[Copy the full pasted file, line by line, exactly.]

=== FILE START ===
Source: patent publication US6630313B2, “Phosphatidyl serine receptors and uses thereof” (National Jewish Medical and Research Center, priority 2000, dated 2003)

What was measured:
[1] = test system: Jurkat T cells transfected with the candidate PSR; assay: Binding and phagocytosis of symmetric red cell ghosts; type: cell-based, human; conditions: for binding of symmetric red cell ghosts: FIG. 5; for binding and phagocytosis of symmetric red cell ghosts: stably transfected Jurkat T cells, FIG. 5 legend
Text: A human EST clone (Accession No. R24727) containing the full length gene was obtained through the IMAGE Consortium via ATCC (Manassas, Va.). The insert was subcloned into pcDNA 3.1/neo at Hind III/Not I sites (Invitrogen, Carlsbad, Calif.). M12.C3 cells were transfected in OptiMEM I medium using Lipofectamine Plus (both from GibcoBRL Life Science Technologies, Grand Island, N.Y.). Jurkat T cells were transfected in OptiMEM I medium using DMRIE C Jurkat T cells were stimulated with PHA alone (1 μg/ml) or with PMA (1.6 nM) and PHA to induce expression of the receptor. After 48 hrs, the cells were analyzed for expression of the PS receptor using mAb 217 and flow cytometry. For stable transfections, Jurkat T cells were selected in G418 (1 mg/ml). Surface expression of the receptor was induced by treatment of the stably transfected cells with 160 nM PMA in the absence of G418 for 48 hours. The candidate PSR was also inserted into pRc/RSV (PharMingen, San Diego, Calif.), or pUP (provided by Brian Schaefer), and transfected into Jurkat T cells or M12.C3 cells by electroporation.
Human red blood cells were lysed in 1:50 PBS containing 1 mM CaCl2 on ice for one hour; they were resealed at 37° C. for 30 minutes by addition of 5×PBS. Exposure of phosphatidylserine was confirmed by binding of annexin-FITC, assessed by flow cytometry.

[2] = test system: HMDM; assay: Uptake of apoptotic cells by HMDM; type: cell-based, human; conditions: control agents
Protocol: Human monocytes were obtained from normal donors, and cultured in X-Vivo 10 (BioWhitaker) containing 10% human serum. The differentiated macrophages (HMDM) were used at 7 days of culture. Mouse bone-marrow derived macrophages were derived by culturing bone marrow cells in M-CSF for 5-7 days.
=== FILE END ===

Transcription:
Source: patent publication US6630313B2, “Phosphatidyl serine receptors and uses thereof” (National Jewish Medical and Research Center, priority 2000, dated 2003)

What was measured:
[1] = test system: Jurkat T cells transfected with the candidate PSR; assay: Binding and phagocytosis of symmetric red cell ghosts; type: cell-based, human; conditions: for binding of symmetric red cell ghosts: FIG. 5; for binding and phagocytosis of symmetric red cell ghosts: stably transfected Jurkat T cells, FIG. 5 legend
Text: A human EST clone (Accession No. R24727) containing the full length gene was obtained through the IMAGE Consortium via ATCC (Manassas, Va.). The insert was subcloned into pcDNA 3.1/neo at Hind III/Not I sites (Invitrogen, Carlsbad, Calif.). M12.C3 cells were transfected in OptiMEM I medium using Lipofectamine Plus (both from GibcoBRL Life Science Technologies, Grand Island, N.Y.). Jurkat T cells were transfected in OptiMEM I medium using DMRIE C Jurkat T cells were stimulated with PHA alone (1 μg/ml) or with PMA (1.6 nM) and PHA to induce expression of the receptor. After 48 hrs, the cells were analyzed for expression of the PS receptor using mAb 217 and flow cytometry. For stable transfections, Jurkat T cells were selected in G418 (1 mg/ml). Surface expression of the receptor was induced by treatment of the stably transfected cells with 160 nM PMA in the absence of G418 for 48 hours. The candidate PSR was also inserted into pRc/RSV (PharMingen, San Diego, Calif.), or pUP (provided by Brian Schaefer), and transfected into Jurkat T cells or M12.C3 cells by electroporation.
Human red blood cells were lysed in 1:50 PBS containing 1 mM CaCl2 on ice for one hour; they were resealed at 37° C. for 30 minutes by addition of 5×PBS. Exposure of phosphatidylserine was confirmed by binding of annexin-FITC, assessed by flow cytometry.

[2] = test system: HMDM; assay: Uptake of apoptotic cells by HMDM; type: cell-based, human; conditions: control agents
Protocol: Human monocytes were obtained from normal donors, and cultured in X-Vivo 10 (BioWhitaker) containing 10% human serum. The differentiated macrophages (HMDM) were used at 7 days of culture. Mouse bone-marrow derived macrophages were derived by culturing bone marrow cells in M-CSF for 5-7 days.